Akerman Senterfitt is a Florida based firm, so — given the economy in Florida — it’s not all that surprising that the firm has decided to join the salary cutting party.
Multiple tipsters independently confirm that Akerman has instituted an across the board, 10% pay cut on all class years. Here is the internal email about the salary cuts obtained by Above the Law:
We are announcing today a 10% reduction in all associate salaries, effective immediately. This action is being taken in response to market conditions, which I know you are all aware of and which I need not belabor. I want to make it clear that our firm’s financial condition remains very strong, and even clearer as to how much we appreciate all your hard word and effort on behalf of the firm.
As previously announced, the associate bonus hours grid that we have used during the past few years has been eliminated. Instead, we will be carefully reviewing each associate’s performance at the end of this year as we consider paying merit-based discretionary bonuses to those meeting the established minimum qualitative and quantitative requirements.
As the email suggests, everybody is well aware of the terrible situation happening in the legal economy. But is the terrible economy forcing Akerman into this situation, or is the firm simply taking advantage of the difficult economic situation to roll back salaries?
After the jump, tipsters who have seen Akerman’s books claim that this is a salary cut of choice, not necessity.
According to sources, Akerman recently took the extraordinary step of “opening [its] books” to senior associates. Giving associates first-hand knowledge of the firm’s financial situation seems like a good move. Unless the numbers suggest the firm didn’t have to cut associate salaries, but decided to do so anyway. Here is our tipster’s report on the underlying financials at Akerman:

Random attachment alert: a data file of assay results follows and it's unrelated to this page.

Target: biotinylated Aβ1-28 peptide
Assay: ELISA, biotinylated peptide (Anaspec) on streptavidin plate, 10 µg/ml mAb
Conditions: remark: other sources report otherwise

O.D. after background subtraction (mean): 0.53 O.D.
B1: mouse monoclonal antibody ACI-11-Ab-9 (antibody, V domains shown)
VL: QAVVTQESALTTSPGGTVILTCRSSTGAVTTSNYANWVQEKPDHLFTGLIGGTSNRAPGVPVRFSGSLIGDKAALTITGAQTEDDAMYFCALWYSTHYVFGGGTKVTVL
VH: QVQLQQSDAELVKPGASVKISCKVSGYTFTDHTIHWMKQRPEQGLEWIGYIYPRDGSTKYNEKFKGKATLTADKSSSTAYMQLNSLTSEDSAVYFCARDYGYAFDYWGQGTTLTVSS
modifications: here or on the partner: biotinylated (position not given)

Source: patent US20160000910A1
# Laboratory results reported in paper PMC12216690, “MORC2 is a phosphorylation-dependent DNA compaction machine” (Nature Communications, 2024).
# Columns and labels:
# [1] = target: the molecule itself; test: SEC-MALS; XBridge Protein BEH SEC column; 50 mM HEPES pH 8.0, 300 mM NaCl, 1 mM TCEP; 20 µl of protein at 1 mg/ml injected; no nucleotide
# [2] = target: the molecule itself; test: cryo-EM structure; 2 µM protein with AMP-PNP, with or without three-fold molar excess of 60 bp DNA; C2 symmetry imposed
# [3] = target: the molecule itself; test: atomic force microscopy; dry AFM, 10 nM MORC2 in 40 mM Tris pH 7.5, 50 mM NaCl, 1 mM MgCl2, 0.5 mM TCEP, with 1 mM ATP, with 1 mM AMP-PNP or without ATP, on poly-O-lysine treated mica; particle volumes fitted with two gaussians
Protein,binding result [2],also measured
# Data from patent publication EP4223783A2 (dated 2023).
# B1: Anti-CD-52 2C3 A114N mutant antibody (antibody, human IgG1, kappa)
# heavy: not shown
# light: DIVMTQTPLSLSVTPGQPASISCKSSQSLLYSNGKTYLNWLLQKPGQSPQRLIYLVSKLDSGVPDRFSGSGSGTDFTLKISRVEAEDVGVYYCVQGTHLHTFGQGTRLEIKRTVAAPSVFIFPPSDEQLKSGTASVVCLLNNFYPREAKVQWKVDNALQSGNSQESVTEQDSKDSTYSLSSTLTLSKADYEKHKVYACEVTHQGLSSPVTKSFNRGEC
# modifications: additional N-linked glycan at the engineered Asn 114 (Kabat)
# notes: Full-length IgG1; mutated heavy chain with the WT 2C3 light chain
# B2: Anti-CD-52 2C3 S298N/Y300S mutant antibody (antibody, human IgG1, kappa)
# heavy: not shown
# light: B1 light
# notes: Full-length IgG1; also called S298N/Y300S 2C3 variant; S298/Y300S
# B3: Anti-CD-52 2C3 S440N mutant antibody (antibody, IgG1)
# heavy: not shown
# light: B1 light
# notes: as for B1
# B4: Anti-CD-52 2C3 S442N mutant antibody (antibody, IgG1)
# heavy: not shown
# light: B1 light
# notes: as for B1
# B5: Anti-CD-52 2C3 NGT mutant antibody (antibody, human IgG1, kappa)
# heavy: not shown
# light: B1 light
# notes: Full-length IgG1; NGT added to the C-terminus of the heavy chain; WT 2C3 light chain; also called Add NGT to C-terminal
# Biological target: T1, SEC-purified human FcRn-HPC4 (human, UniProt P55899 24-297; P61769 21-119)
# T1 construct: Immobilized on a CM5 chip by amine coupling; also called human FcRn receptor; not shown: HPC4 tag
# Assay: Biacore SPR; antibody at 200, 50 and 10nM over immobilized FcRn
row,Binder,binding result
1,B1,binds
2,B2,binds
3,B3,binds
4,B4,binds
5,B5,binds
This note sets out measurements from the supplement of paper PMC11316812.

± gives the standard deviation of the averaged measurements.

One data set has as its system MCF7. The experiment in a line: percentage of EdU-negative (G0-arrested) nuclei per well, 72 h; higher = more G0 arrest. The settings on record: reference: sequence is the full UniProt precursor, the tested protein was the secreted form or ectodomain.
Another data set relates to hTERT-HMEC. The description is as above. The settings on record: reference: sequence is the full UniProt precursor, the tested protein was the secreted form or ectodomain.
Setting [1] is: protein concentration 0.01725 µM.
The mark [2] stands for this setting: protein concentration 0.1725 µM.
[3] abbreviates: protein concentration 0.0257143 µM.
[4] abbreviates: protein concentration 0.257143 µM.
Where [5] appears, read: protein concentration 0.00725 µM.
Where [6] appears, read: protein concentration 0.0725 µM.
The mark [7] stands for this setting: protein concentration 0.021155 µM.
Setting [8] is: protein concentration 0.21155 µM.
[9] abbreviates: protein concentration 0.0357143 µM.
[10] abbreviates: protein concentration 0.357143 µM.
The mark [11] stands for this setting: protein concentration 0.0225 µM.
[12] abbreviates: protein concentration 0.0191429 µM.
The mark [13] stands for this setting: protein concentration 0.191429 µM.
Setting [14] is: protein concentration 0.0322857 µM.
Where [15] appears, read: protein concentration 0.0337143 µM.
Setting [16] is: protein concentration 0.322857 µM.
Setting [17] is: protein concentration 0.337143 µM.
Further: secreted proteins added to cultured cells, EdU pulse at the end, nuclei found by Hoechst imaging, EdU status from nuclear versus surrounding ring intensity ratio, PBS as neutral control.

This is completely bogus. The management just held a meeting where they “opened the books” for associates. According to their presentation, the firm’s revenues were exceeding budget and expenses were 7% below budget….
I understand that collecting on our hours is much more difficult, but the numbers they shared don’t demonstrate a noticeable impact on the bottom line. They continue to hire laterals. Staff members have been spared. This is a flat-out money grab, and associates will remember this when the economy turns around.
Another tipster said simply:
Look at the numbers. This is crap.
In response to our request for comment, Akerman Senterfitt furnished us with this official statement:
It is our policy not to comment on any personnel matters. Our firm’s financial condition remains very strong, and we appreciate all [the associates] hard work and effort on behalf of the firm.
It’s pretty amazing how many firms that are in a strong or “very strong” financial position still feel the need to cut associate salaries. Maybe this really is just a “mental recession,” and the economy is actually just fine.
Clients don’t necessarily care if a firm is making a salary cut out of necessity or out of choice. But current associates (and prospective future associates) do.
Good luck, Akerman associates.
Earlier: Prior ATL coverage of associate salary cuts